In 2016, a New York Yankee rookie catcher, Gary Sanchez went wild in the short time he was brought up to the big leagues. He was hitting home runs at an incredible pace. In only fifty-three games he hit twenty home runs, which are Ruthian numbers over the course of a full season. Watching this talented player, it was not his hitting that impressed me. On one play, while he was catching, the opponent had a baserunner on second base, and on the next pitch, Sanchez, for some reason, on his knees, caught the pitch and threw a perfect ball to second base to pick off the baserunner. The play was truly magnificent.
For whatever reason, I have always had an affinity with the catching position. Being a baseball fan my whole life, even as youngster, I found it hard to fathom that the catchers I followed in the late 1950’s and 1960’s at times would catch both games of a double header. Today the starting catcher will very rarely catch a day game after a night game. It is still one of the most challenging positions in sports. I speak to baseball scouts from time to time, both on the professional and the college level. I always ask them the same question: What are you looking for this year? The answer very rarely changes. The priority that most scouts seem to always be looking for are two things: Lefty pitchers and quality catchers. The coaches and manager of professional organizations and college teams seem to always be complaining about the lack of lefty pitchers and fundamentally sound catchers. As far as the lefty pitcher, it is simple. You are either born a lefty or not born a lefty. As far as catchers, many scouts tell me that a lot of young players just don’t want to put in the work involved behind the plate day after day. Like in basketball, many young players would rather shoot than play defense or rebound. I always use this basketball example when kids come out to warm up. Usually these days they take a basketball and go beyond the three-point line and begin shooting. If you are involved in youth or school sports, have you ever seen a basketball player come out and want to work on his defense or rebounding? I never have. At the beginning of each year I get all my catchers together and tell them what I expect from them. I give a 5-minute lecture of how being a catcher in baseball is not an easy job and requires constant work for the whole game. The first time I ever witnessed the delayed steal in youth baseball, I was enthralled watching it succeed. I then began to study how the delayed steal was done from beginning to end. In case you are not familiar, the delayed steal occurs with a runner or runners on base, and they try to get to the next base after a pitch on the catcher’s throwback to the pitcher. I observed how this was done and spoke to as many coaches my “senior” I could speak to. One of the most common aspects of the delayed steal I learned was the catcher having some kind of flaw when throwing the ball back to the pitcher. To a man, every one of the most successful coaches I spoke to said the same thing; “Never have your catcher throw from their knees when there are runners on base.” This is very sound advice but in the course of a game or a season, the catcher can tire and slip up sometimes and throw from his knees. A good opposing coach will smell blood. When he sees the catcher do this, he will attempt the delayed steal. No athlete at any age can throw the ball harder from their knees than from a standing position. There are no 11 and 12 Gary Sanchez’s. I instruct my catchers that when there are players on base, they must stand up after every pitch and throw a line drive back to the pitcher. There is no half way about this. I begin in practices, and during the game, I am constantly yelling instructions when players are on base. And I remind the catcher to stand up and throw the ball back to the pitcher after every pitch! In my book: 44 Baseball Mistakes & Corrections, I try to reinforce the fundamentals to overcome possible mistakes that will give the opposition extra outs that will become extra runs.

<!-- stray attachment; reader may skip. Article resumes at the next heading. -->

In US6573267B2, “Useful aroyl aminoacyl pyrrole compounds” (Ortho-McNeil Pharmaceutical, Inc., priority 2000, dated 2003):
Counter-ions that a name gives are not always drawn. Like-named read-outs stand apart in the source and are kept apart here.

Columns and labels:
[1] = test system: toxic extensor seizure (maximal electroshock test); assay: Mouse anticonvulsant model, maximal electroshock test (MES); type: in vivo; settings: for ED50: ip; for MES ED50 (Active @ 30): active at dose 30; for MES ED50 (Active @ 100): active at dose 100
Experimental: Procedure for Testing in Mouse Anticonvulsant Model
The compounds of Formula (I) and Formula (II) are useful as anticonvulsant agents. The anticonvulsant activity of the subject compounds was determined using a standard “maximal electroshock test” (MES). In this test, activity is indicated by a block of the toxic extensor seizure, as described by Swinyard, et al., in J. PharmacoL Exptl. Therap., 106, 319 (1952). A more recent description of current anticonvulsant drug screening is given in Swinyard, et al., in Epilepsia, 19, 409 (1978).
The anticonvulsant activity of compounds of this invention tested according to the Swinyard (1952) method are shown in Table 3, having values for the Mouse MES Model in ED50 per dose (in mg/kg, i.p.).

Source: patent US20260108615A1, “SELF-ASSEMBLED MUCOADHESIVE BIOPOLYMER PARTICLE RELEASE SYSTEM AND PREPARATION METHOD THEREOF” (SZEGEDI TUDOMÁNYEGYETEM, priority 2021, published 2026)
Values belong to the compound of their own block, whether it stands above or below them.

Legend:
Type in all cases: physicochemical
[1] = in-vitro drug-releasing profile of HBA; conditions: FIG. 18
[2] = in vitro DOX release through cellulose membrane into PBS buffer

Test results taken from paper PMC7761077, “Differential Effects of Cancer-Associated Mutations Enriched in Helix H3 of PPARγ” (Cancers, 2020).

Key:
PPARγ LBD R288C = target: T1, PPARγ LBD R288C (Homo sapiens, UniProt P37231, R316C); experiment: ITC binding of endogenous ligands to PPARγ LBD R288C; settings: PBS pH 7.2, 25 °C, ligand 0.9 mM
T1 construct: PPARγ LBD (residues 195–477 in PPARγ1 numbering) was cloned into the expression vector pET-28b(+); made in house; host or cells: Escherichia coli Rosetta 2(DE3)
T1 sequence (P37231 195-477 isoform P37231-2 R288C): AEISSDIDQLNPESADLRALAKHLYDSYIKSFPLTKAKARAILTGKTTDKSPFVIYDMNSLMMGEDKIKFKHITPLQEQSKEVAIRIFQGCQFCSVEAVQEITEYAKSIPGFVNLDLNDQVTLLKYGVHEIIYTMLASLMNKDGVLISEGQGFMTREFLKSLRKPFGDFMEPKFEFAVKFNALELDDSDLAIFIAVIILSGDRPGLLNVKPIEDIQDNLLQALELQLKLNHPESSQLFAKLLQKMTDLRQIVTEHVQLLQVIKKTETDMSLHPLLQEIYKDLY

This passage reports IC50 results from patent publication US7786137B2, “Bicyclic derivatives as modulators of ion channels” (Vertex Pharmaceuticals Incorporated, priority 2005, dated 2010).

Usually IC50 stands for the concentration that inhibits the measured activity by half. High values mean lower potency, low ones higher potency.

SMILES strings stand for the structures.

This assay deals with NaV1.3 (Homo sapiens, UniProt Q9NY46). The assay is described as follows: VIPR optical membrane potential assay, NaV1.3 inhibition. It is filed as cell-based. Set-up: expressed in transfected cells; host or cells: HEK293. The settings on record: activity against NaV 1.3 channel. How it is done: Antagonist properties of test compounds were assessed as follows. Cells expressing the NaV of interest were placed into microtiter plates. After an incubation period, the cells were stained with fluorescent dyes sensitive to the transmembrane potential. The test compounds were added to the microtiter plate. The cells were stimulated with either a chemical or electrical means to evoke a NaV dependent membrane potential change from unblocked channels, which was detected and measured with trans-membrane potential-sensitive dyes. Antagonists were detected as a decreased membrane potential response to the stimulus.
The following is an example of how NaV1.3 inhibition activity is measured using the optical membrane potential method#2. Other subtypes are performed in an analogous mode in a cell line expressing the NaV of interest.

Years ago on my minors team, I had a player named Andy who loved to catch. After the game, his uniform was covered from head to toe with dirt. He loved playing the part of the catcher and was a great listener. He lacked natural talent, but his hustle was incredible. For the age group at the time he was an excellent player. When I explained how to throw the ball back standing up with players on base he did it perfectly. Sometimes you may be better off with a catcher of less talent who understands what is required of him.One more thing about catchers. We baseball coaches are trying to develop baseball players when we should include developing leaders with 10, 11 and 12-year old kids. Part of the problem is that we tend (I’m including myself) to over coach and over lead. We have to show more confidence in these kids as leaders. Catchers are a natural to be leaders, let’s use them that way!
Marty Schupak has coached youth sports for 25 years. He has written 11 books and produced 26 sports instructional videos. His is the founder of T-Ball America.
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